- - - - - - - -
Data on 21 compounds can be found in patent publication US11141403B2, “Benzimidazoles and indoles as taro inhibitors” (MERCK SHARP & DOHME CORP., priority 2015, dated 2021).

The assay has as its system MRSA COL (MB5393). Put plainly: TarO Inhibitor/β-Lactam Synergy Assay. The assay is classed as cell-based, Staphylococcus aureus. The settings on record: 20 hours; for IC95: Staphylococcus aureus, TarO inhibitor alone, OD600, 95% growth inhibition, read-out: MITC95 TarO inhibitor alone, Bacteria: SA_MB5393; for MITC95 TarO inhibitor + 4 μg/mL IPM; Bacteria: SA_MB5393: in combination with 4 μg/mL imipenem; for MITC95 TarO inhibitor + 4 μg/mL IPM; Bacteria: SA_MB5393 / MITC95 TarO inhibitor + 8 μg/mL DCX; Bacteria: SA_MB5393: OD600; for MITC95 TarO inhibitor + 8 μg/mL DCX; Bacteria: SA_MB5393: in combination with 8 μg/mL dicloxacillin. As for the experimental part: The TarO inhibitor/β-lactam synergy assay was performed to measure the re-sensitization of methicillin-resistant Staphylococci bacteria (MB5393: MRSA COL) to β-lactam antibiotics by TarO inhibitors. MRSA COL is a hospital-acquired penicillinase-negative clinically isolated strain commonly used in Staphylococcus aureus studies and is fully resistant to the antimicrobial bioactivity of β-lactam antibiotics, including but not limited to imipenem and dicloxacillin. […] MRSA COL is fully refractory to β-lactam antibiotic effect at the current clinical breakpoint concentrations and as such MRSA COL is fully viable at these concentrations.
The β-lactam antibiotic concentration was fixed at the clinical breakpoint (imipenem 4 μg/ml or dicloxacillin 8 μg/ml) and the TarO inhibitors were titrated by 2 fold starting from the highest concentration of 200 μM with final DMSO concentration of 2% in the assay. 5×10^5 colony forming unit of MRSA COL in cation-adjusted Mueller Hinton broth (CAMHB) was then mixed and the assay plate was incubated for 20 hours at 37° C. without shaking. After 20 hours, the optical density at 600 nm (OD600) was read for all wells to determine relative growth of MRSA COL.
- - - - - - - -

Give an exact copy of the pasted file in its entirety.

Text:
Data on 21 compounds can be found in patent publication US11141403B2, “Benzimidazoles and indoles as taro inhibitors” (MERCK SHARP & DOHME CORP., priority 2015, dated 2021).

The assay has as its system MRSA COL (MB5393). Put plainly: TarO Inhibitor/β-Lactam Synergy Assay. The assay is classed as cell-based, Staphylococcus aureus. The settings on record: 20 hours; for IC95: Staphylococcus aureus, TarO inhibitor alone, OD600, 95% growth inhibition, read-out: MITC95 TarO inhibitor alone, Bacteria: SA_MB5393; for MITC95 TarO inhibitor + 4 μg/mL IPM; Bacteria: SA_MB5393: in combination with 4 μg/mL imipenem; for MITC95 TarO inhibitor + 4 μg/mL IPM; Bacteria: SA_MB5393 / MITC95 TarO inhibitor + 8 μg/mL DCX; Bacteria: SA_MB5393: OD600; for MITC95 TarO inhibitor + 8 μg/mL DCX; Bacteria: SA_MB5393: in combination with 8 μg/mL dicloxacillin. As for the experimental part: The TarO inhibitor/β-lactam synergy assay was performed to measure the re-sensitization of methicillin-resistant Staphylococci bacteria (MB5393: MRSA COL) to β-lactam antibiotics by TarO inhibitors. MRSA COL is a hospital-acquired penicillinase-negative clinically isolated strain commonly used in Staphylococcus aureus studies and is fully resistant to the antimicrobial bioactivity of β-lactam antibiotics, including but not limited to imipenem and dicloxacillin. […] MRSA COL is fully refractory to β-lactam antibiotic effect at the current clinical breakpoint concentrations and as such MRSA COL is fully viable at these concentrations.
The β-lactam antibiotic concentration was fixed at the clinical breakpoint (imipenem 4 μg/ml or dicloxacillin 8 μg/ml) and the TarO inhibitors were titrated by 2 fold starting from the highest concentration of 200 μM with final DMSO concentration of 2% in the assay. 5×10^5 colony forming unit of MRSA COL in cation-adjusted Mueller Hinton broth (CAMHB) was then mixed and the assay plate was incubated for 20 hours at 37° C. without shaking. After 20 hours, the optical density at 600 nm (OD600) was read for all wells to determine relative growth of MRSA COL.